The Individuals with Disabilities Education Act (IDEA) is a federal law, first passed in 1975, that makes a free appropriate public education that is tailored to a child’s individual needs available to all eligible children with disabilities.
On This Page
IDEA has four parts, part A, B, C, and D. Part A outlines the general provisions of the law. Part B covers assistance for providing a free appropriate public education in the least restrictive environment for children with disabilities ages three through 21. Part C includes provisions for serving infants and toddlers with disabilities birth through age two and their families. And, Part D includes provisions for federal grants available to support activities related to improving services for children with disabilities, including personnel development, technical assistance and dissemination, technology, and parent-training and information centers.
What part of IDEA focuses on young children?
Part C and Section 619 of Part B are the portions of IDEA that relate to young children. Part C focuses on services for children birth through two. Section 619 of Part B focuses on services for children ages three through five.
How do states run their programs?
Each state has its own Part C and Section 619 programs. These programs must comply with the federal IDEA rules and requirements and their state rules and requirements. Each state has Part C and Section 619 Coordinators that oversee the programs in their states.
What is Part C?
The Program for Infants and Toddlers with Disabilities, Part C of IDEA, is a federal grant program that assists states in operating a comprehensive statewide system of early intervention services for infants and toddlers (birth through 2) with, or at state discretion, at-risk for, disabilities. Part C builds upon and provides supports and resources to assist family members and caregivers to enhance children’s learning and development through everyday learning opportunities.
The goal of early intervention is to enable young children to be active and successful participants during the early childhood years and in the future in a variety of settings, in their homes, with their families, in child care, preschool or school programs and in the community.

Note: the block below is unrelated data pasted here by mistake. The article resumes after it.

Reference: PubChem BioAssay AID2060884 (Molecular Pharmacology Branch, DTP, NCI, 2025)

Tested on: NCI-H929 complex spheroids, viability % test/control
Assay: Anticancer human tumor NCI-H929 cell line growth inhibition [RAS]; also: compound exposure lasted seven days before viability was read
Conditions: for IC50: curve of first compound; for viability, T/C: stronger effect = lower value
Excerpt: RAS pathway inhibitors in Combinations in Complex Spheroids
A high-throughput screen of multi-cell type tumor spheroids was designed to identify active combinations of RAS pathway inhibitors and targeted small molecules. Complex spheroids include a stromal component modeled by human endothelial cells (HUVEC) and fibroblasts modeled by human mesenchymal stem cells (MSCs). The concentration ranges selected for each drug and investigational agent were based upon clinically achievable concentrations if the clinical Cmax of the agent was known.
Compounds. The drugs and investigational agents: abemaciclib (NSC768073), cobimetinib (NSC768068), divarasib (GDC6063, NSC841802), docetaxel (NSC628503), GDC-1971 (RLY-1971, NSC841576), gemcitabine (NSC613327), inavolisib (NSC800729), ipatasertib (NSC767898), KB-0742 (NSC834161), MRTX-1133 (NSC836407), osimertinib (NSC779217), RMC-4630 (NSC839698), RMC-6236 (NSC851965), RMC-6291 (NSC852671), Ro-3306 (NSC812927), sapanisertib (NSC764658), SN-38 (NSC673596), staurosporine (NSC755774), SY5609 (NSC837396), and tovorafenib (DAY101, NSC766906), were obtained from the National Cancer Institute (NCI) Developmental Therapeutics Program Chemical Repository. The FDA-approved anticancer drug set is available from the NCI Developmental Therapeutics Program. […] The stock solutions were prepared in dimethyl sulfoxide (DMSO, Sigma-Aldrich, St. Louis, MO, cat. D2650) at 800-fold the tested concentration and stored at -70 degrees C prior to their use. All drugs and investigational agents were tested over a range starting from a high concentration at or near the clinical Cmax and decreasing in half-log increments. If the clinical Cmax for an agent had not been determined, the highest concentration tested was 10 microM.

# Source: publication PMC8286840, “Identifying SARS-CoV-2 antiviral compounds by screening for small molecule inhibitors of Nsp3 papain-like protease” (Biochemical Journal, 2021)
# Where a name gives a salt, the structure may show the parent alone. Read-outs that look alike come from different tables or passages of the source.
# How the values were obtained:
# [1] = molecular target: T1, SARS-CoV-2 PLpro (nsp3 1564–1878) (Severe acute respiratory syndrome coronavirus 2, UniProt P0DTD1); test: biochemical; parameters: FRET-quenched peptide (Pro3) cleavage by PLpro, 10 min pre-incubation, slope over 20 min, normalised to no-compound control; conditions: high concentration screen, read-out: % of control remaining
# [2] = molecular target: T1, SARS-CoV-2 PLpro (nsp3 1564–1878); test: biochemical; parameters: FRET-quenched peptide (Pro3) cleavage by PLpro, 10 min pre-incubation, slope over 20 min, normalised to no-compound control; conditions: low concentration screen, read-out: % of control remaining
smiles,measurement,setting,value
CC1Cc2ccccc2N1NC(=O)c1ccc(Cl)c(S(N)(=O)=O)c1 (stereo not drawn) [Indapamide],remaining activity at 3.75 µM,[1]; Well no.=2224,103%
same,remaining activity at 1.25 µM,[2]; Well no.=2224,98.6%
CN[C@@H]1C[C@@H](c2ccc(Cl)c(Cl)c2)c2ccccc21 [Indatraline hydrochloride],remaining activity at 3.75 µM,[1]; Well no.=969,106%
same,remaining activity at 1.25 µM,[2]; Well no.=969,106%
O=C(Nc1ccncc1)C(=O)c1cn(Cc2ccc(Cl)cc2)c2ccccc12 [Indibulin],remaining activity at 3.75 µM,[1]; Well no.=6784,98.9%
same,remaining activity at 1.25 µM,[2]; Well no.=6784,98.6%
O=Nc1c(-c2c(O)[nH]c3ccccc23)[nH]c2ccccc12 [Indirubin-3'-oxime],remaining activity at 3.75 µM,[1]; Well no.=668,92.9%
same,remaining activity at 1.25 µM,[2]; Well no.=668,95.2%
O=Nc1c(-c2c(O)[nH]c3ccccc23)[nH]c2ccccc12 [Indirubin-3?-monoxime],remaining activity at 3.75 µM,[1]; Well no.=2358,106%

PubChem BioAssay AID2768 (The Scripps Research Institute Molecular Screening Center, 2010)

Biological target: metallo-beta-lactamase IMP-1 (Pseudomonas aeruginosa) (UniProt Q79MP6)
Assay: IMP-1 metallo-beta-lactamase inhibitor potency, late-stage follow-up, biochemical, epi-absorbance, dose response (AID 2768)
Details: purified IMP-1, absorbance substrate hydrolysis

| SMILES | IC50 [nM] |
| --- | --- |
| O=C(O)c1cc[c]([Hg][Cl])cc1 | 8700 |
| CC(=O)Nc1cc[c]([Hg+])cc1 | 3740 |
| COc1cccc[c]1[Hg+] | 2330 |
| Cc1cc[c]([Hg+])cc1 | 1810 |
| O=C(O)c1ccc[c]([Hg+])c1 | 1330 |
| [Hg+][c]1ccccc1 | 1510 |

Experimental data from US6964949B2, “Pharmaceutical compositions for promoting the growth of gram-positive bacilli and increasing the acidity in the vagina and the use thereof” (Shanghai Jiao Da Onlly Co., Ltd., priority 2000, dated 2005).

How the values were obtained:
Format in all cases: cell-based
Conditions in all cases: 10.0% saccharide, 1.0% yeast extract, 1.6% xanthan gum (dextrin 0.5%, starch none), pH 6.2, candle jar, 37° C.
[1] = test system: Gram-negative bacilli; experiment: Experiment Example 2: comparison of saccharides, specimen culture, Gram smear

What is Section 619?
The Preschool Grants Program, Section 619 of Part B of IDEA, is a federal grant program intended to help states ensure that all preschool-aged children (age 3‐5) with disabilities receive free appropriate special education and related services in their least restrictive environment.
The goal of preschool special education services is to enable young children to be active and successful participants in home, school, and community settings resulting in positive outcomes for children and their families.
Planning Services with IFSPs and IEPs
Under the IDEA, early intervention and preschool special education programs develop individualized plans that clearly lay out the services a child and family will receive and the results the team hopes to achieve.
An Individualized Family Service Plan (IFSP) for young children ages birth through two, and an Individualized Education Program (IEP) for children ages three through five, are both processes and documents that facilitate family members and professionals working together to improve results for children with disabilities and their families. The services identified and provided through an IFSP or IEP should include practices that research has shown to be most effective for improving the learning outcomes and promoting the development of young children, birth through age 5, who have developmental delays or disabilities.